Rep. Gabrielle Giffords’s surprising return on Monday night for the big debt ceiling vote led to an outpouring of emotion from House colleagues. The “personification of courage” is how Minority Leader Nancy Pelosi described the Arizona Democrat, still battling to recover from a gunshot wound to the head.
But another Democrat, Rep. Gwen Moore of Wisconsin, did not make it from across the street to vote.
The Capitol halls were too crowded with the press and security for Moore to get to the House floor on time, her office explained.
“Congresswoman Moore intended to vote yes on yesterday's compromise,” according to a statement released by her office.
Voting on legislation is just one aspect of a lawmaker’s array of duties. And votes can be missed for a variety of good reasons.
For instance, Rep. Maurice Hinchey, D-N.Y., also was not on hand Monday night, recovering from a treatment this week as he battles cancer. His office did release a statement saying he would not have supported the bill.
But Moore’s explanation, as described by the statement from her office, is remarkable for its candid acknowledgement that she simply walked over to the House chamber too late.
In fact, Moore had voted earlier in the day, including on the rule for the debt-ceiling vote, but then returned to her office, which is in the Rayburn House Office Building, the statement noted.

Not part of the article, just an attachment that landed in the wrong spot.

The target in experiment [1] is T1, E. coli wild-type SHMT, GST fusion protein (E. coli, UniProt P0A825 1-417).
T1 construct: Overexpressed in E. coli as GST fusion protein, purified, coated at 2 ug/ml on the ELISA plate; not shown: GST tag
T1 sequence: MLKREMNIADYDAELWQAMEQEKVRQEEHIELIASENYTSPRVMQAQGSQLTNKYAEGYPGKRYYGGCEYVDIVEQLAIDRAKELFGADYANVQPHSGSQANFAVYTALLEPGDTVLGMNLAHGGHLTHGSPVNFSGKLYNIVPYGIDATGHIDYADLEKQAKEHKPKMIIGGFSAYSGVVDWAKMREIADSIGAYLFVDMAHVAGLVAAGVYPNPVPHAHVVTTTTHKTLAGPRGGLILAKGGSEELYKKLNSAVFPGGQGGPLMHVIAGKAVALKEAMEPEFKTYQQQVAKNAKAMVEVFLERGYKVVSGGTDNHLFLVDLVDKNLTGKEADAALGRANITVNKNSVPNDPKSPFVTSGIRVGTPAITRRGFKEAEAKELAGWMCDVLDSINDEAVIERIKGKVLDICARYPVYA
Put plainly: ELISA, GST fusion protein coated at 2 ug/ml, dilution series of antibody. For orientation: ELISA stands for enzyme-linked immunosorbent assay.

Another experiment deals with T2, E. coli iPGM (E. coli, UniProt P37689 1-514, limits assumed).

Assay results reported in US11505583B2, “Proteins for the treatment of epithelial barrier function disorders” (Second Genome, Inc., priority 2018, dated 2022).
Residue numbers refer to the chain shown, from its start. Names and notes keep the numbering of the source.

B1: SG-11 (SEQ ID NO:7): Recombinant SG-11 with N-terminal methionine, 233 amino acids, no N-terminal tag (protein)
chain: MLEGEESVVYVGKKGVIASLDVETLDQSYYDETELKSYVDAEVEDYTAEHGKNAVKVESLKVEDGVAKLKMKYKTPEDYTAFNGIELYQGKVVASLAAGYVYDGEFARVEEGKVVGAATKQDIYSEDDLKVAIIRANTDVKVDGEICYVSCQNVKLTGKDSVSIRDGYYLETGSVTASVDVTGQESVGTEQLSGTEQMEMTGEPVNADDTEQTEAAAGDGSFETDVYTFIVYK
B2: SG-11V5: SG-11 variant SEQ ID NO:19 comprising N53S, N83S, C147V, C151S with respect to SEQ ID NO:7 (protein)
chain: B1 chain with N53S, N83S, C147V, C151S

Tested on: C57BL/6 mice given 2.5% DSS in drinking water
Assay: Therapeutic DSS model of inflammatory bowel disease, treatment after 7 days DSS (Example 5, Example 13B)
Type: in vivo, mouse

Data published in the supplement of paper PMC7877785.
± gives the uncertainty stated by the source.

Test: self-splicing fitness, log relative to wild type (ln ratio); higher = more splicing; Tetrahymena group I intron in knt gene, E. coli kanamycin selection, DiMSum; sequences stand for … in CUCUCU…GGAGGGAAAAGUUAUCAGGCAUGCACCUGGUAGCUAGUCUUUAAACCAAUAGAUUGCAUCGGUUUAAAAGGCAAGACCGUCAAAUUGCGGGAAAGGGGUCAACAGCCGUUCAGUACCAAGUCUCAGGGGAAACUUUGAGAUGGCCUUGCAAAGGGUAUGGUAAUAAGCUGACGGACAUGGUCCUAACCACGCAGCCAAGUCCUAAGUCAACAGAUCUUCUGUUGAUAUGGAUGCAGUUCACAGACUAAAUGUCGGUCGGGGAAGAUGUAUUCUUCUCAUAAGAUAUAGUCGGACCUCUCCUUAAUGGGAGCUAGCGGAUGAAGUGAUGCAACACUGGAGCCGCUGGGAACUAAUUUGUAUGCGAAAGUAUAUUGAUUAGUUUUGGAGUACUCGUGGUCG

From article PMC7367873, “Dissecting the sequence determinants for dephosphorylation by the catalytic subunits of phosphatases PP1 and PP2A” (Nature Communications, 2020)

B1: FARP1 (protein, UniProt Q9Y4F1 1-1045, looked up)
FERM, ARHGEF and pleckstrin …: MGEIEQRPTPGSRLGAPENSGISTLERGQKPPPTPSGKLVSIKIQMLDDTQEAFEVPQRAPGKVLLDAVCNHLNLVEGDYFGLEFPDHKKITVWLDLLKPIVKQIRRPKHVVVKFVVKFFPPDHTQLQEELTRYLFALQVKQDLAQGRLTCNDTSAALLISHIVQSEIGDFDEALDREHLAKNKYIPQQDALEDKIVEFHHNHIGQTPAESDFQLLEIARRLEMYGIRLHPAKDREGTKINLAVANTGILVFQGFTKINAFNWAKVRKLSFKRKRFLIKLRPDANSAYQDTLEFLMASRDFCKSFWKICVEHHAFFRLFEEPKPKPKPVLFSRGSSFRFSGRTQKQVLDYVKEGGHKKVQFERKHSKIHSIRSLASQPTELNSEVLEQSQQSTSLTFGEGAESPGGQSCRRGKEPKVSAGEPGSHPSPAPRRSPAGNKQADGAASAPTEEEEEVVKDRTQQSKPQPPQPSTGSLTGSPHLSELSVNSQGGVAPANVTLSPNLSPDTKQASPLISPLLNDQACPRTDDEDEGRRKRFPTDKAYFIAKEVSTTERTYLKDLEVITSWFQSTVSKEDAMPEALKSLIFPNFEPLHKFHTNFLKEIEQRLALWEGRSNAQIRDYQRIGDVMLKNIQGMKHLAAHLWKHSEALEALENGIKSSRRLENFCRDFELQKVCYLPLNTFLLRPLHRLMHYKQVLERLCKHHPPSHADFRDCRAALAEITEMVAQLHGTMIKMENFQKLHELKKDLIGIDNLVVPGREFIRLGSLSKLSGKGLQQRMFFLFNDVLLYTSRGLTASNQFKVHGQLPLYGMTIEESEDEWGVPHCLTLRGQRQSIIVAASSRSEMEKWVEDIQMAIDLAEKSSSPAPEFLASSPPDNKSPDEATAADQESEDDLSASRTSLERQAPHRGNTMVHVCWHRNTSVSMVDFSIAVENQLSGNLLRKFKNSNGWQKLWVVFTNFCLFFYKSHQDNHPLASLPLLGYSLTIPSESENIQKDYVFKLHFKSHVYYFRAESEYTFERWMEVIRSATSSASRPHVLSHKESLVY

As the time for the final vote approached, according to the statement, “She left her office to return to the Capitol -- which is just across the street -- in what normally would have been plenty of time....”
“Unfortunately, she arrived on the House floor just seconds too late -- in large part due to congestion in the hallways with extra press and security,” the statement said.
Rep. Joe Baca, D-Calif., was the only other House member to miss the vote. His office released a statement from the congressman explaining that he was having reconstructive ankle surgery Monday morning in California, and “I was put under general anesthesia for the procedure, and therefore, could not be in Washington D.C. for this vote.” He said he would have voted for passage.
This article appears in the August 2, 2011, edition of National Journal Daily PM Update.